A New Bookmark Revelation

Owl Bookmarks

I’ve complained before about some styles of bookmark after I attempted to make and use them. Corner bookmarks, not my favorite.

I don’t have anything against traditional, thin, stick-it-between-the-pages bookmarks. They’re readily available, cheap or often free, easy to make if you want to DIY and they are limited only by your imagination if you want something fancier.

However, I do have a tendency to take the bookmark out of my book, set it down while I’m reading, and manage to lose it. Especially if I’m in bed at the time, it will turn up three days later in the covers somewhere, crumpled or bent.

These adorable owl bookmarks came home from vacation with me as well as the book haul, and now that I’ve tried magnetic clip bookmarks, I’m in love. They don’t fall out. I can still lose them if I’m dumb and set one down in a random place, but it’s easy to secure to a different page in the book and not lose it, whereas regular bookmarks, if I did that, always wanted to slip out.

And while I happily turned over $5 for four little owls because owls are superb, and because I was on vacation and splurging anyway, this style of bookmark is easy to DIY as well with a few inexpensive supplies. So I might very well be making batches of these as gifts for all the book lovers in my life as well as for myself. (I tried to gather tutorials to link, but honestly, they’re all just “put adhesive magnets on paper, boom, it’s a bookmark.” Some were fancier and others plainer, some used die cutters or washi tape or stickers, but the basics were always paper + magnets = bookmark.)

Honestly, I’d just been so negative about bookmarks the last time around, I wanted to spread the joy. Give them a try if you haven’t already, they’re fantastic.

Bookish DIY: Fabric Corner Bookmark

Fabric Corner Bookmark 1

It had been a while since I’d made any new bookmarks, (or done any sewing, for that matter,) so I pawed through my fabric stash over the weekend and turned out a new model, using this tutorial.

I’ve seen corner bookmarks around a lot in book photography, but I’ve never used one, and I was curious. Would I like them better than the more traditional style?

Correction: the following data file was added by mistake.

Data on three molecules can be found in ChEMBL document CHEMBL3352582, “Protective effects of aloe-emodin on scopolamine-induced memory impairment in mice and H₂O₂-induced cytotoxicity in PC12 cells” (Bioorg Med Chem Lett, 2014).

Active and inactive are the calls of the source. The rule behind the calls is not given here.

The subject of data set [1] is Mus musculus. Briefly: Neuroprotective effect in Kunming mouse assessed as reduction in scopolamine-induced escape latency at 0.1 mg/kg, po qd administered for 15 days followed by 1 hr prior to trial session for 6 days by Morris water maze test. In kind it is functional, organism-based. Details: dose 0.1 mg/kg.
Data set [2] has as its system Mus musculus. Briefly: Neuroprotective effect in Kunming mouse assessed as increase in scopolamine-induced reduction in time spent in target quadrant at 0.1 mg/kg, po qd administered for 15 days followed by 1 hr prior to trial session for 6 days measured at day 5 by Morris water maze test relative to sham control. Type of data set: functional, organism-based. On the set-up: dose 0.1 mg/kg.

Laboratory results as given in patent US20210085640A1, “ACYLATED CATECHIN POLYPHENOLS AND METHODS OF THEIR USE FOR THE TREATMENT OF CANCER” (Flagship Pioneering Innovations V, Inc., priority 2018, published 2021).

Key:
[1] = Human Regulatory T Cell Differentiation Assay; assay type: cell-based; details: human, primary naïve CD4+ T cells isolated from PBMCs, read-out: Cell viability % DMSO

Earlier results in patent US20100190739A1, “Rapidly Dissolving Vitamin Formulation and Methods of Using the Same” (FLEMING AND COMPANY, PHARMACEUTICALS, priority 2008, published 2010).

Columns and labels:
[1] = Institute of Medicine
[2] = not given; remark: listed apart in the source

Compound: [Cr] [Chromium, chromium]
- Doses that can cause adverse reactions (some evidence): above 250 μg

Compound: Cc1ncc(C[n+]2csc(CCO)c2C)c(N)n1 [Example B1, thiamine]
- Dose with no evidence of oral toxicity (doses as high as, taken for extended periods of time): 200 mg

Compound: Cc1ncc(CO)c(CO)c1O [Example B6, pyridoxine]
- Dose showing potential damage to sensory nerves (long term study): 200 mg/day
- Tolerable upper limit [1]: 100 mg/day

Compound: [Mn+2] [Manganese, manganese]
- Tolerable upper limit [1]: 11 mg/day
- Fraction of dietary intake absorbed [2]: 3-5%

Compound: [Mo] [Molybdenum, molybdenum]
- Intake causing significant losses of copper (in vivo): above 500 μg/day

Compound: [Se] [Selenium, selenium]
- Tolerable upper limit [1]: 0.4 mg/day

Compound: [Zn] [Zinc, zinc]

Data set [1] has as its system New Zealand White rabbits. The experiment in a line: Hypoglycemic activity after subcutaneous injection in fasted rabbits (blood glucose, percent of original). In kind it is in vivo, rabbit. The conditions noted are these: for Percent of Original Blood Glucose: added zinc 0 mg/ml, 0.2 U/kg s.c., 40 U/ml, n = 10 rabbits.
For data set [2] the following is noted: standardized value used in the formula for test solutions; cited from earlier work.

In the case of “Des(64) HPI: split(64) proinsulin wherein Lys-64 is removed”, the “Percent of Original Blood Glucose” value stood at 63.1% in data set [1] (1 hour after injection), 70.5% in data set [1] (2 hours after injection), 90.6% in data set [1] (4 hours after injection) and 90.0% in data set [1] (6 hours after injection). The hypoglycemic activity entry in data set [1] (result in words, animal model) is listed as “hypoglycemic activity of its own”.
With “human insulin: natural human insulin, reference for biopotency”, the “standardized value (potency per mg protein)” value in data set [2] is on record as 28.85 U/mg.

Short answer: no.

The tutorial was easy to follow, and the finished product only took me fifteen minutes. I have no issue with the construction of the bookmark, and since there are a million cute fabrics out there to choose from, this style of bookmark definitely gets a high score for customization and Aesthetic Potential™.

But it’s bulky. Even made from my thinnest quilting cotton and thinnest interfacing, it’s still kind of huge.

Fabric Corner Bookmark 2

Here it is, being shown on The Perks of Being a Wallflower. I grabbed two books off of my unread shelves mostly for the color coordination, but they make decent example cases. Perks is a smallish, but not mass-market, paperback. Its pages are flimsy, and the weight of the bookmark, which seems like nothing on its own, is way too much for these pages to handle.

Fabric Corner Bookmark 3

Okay, so how does it hold up on a standard hardcover instead? Flight Behavior makes it look great on the open page–the size of the bookmark is far more suited to a larger book. Inserting a single page into the corner, even with the heavier, higher-quality paper, still seems risky, but wrapping the fabric over a thin sheaf of pages instead seemed to work well.

I thought this was going to turn out all right in the end–I could certainly reserve this bookmark for hardcovers only. Then I did the book-in-the-purse test several times; most of the books I read will travel with me somewhere.

This bookmark failed miserably. It came off when I put the book into my purse. It came off when I lifted the book out. It came off when the book was jostled around inside the purse as I moved.

The extra thickness separates the pages so much that mere friction won’t hold the bookmark on against the forces of gravity or agitation.

Conclusion: it’s adorable but impractical.

Bookmarks, Take 2!

feather bookmarks

I was feeling crafty this weekend, so I made bookmarks. Paper feather bookmarks!

I used this tutorial as a jumping-off point. Instead of gluing the paper to a short, plain piece of wire, I made wrapped-loop ends and threaded beads on first. Then, after the glue was dry and the feathers cut out, I braided embroidery floss through the loops to make the tail of each bookmark.

They’re fragile, of course, so they won’t be my go-to bookmarks for any book that’s traveling somewhere with me, getting shoved into or pulled out of my bag all the time. But for a book that’s just going to sit on my nightstand or take a trip to the couch with me? No problem.

I have to say, I like bookmarks as a short, low-stress crafting project. Because who doesn’t need more bookmarks?



As in, I made some!  I needed a little light crafting, just a small project I could finish in an afternoon, because my fingers were feeling that itch but I wasn’t motivated enough to work on The Embroidery Project of Doom.  Which should be finished by Christmas, and probably won’t be.  (sigh)

I made these three following this tutorial, though the cards I was working with were smaller, so mine have fewer cuts.


These four are just scraps of fancy Japanese origami paper glued to card stock. The lighting doesn’t pick it up well, but they all have subtle gilding or light flocking in the patterns.


And these are bits of cards cut apart and glued back together in bookmark-shape. (I have a family member who’s obsessed with pretty stationery and paper, and she often gives one or both to me for Christmas.  I never actually use the stationery, because I’m not a diligent card-sender…so I’m happy I got to use some up to make these!)

Now, of course, I have more bookmarks than I need for myself, but they’d make great extras for giveaways, don’t you agree?  (/wink)